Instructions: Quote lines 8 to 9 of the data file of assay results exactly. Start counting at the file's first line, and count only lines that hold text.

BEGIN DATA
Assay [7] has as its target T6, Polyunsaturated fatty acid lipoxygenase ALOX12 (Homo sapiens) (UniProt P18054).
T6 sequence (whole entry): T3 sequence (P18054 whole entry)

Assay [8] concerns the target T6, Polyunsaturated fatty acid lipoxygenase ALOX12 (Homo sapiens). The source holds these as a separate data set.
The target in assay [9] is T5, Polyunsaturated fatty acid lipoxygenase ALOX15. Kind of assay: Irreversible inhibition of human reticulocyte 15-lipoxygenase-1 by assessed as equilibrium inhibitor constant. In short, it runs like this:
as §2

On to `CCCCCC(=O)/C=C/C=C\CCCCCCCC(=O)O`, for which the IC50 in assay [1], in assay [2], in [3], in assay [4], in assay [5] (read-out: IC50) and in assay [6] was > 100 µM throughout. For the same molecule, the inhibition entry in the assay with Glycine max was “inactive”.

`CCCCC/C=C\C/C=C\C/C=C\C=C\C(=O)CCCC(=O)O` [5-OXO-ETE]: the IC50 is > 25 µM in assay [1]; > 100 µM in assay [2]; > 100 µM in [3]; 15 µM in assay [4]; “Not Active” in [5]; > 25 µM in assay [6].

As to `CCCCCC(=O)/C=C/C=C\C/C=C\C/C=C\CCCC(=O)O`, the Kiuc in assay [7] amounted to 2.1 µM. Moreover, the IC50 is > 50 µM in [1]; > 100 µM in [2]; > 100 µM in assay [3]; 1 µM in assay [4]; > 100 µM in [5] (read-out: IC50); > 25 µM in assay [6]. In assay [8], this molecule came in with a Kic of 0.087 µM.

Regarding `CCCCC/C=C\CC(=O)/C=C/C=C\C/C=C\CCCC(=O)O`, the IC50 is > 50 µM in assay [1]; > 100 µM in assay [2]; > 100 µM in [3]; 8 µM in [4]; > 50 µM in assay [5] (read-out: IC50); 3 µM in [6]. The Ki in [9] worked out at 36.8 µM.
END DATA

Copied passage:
As to `CCCCCC(=O)/C=C/C=C\C/C=C\C/C=C\CCCC(=O)O`, the Kiuc in assay [7] amounted to 2.1 µM. Moreover, the IC50 is > 50 µM in [1]; > 100 µM in [2]; > 100 µM in assay [3]; 1 µM in assay [4]; > 100 µM in [5] (read-out: IC50); > 25 µM in assay [6]. In assay [8], this molecule came in with a Kic of 0.087 µM.

Regarding `CCCCC/C=C\CC(=O)/C=C/C=C\C/C=C\CCCC(=O)O`, the IC50 is > 50 µM in assay [1]; > 100 µM in assay [2]; > 100 µM in [3]; 8 µM in [4]; > 50 µM in assay [5] (read-out: IC50); 3 µM in [6]. The Ki in [9] worked out at 36.8 µM.